2. DB

    Fine song–great rhythm acoustic guitar by John, including his triple strum at the song’s beginning. I have always wondered if that was John’s idea/touch or Paul or George’s. The Beatles always gave a lot of attention to their songs’ introductions.

  3. Mean_Mr_Mustard

    Wonderful song, oft overlooked imo. Whilst I think PM harmonizing with himself sounds great, on my Beatles fantasy wish-list is a version with Lennon singing harmony (see “The Beatles at the Hollywood Bowl”).

    1. PythonNF

      George harmonizes on the live versions and does a great job. I actually prefer Georges harmonizing to the studio version. Same thing with the live versions of All My Loving.

      1. David (from Peru)

        I’ve just recently found that George and Paul harmonize in live versions of this songs. They do as well for All My Loving, of course, and it’s great. Do you know any other Beatles’ song with this particular live-vocals arrangement?

      1. David

        Both songs sound alike because they are in A minor, but the similarity ends there. I love them both, especially the completely different approaches to harmony. TWST is more melancholy, while Bus Stop sounds sunny even though it never leaves the minor key.

        1. Mike

          The similarity does not in there. Allen Clark’s vocal is also similar especially the way it resolves at the end of the verse “by Sunmer she was mine” compare “then we will remember things we said today” and additionally the rhythm is the same. And the song structure is the same. The Am to Em is the same during the verse. Whatever it’s fine, I like bus stop, but try playing them side by side one time.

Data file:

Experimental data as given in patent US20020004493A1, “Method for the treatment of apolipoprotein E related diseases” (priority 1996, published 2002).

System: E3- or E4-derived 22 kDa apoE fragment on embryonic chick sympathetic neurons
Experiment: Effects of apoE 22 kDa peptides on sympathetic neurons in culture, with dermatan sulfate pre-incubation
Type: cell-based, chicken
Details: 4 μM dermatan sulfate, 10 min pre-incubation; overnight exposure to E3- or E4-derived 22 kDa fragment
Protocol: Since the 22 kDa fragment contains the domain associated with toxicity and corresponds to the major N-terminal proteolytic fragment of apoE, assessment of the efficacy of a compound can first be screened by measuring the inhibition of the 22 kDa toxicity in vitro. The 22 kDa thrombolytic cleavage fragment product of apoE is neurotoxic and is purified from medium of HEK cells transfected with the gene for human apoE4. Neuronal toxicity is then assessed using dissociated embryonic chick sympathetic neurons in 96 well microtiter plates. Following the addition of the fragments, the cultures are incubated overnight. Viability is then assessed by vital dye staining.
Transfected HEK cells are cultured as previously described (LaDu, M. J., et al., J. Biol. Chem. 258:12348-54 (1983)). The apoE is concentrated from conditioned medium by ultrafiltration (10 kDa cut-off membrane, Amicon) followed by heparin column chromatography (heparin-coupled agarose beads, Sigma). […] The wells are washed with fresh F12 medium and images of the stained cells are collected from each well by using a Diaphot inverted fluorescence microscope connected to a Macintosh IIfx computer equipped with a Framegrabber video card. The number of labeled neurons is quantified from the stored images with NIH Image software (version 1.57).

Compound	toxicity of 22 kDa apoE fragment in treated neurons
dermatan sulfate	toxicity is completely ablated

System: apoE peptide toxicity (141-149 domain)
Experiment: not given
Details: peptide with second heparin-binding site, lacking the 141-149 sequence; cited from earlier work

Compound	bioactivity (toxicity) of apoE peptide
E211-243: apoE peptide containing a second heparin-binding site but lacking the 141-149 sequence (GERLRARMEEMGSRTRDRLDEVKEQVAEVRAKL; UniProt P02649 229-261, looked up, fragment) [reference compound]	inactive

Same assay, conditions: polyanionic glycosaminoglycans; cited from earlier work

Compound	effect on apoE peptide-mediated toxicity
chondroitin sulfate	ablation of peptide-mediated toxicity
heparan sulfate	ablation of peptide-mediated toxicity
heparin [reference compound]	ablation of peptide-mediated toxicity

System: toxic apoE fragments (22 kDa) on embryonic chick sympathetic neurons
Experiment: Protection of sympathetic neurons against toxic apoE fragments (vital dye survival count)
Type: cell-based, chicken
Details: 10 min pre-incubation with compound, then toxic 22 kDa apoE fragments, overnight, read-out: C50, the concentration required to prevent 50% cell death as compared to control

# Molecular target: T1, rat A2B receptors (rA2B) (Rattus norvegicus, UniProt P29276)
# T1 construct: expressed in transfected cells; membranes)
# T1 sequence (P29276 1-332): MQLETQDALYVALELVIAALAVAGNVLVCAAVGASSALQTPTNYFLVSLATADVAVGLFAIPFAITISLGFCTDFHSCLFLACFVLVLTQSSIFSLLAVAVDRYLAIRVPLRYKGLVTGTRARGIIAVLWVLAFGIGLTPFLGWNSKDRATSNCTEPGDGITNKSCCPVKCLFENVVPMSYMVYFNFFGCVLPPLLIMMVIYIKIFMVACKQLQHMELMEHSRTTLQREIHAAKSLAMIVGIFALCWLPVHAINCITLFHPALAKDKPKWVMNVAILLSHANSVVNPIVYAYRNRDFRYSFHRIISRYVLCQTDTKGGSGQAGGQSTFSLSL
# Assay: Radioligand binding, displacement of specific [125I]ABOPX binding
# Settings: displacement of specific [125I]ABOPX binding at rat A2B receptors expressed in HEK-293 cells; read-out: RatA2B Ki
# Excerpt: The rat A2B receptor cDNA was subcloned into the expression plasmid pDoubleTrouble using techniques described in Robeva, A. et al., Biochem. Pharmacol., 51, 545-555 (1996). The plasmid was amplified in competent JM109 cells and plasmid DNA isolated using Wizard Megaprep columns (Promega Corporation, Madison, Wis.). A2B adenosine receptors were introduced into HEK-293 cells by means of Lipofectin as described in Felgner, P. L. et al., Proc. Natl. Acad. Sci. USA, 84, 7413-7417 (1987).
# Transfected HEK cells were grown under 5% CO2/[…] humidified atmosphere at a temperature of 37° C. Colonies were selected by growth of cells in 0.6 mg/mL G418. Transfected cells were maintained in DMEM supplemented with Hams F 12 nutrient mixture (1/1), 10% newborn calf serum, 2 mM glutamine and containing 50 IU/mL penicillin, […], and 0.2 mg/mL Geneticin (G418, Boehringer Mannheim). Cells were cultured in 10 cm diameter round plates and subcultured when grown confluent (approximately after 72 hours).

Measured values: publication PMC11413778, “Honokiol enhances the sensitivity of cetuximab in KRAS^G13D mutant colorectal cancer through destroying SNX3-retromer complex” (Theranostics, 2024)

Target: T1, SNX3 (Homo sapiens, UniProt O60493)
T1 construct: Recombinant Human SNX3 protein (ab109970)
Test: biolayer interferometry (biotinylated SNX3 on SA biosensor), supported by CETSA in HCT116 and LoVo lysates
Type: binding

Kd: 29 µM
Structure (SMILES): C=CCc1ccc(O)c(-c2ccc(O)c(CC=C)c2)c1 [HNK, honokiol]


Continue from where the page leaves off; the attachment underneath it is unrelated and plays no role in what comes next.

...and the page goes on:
4. LaneyB

    My college boyfriend and I adored this song. Forty-nine years later, as old married people, we reminisce often about how that song predicted our future together. It may be overlooked by most, but remains our favorite Beatles tune.

  5. Dana

    How can this song continue to escape the attention of almost all but the most dedicated of Beatles fans? The melody may be a little flat and the lyrics more wistful than those they wrote at the same time and before, but it’s a perfect example of how by mid-1964 they were breaking away from the She Loves You formula. It stands all by itself as a timeless gem, even if it can’t be called genius.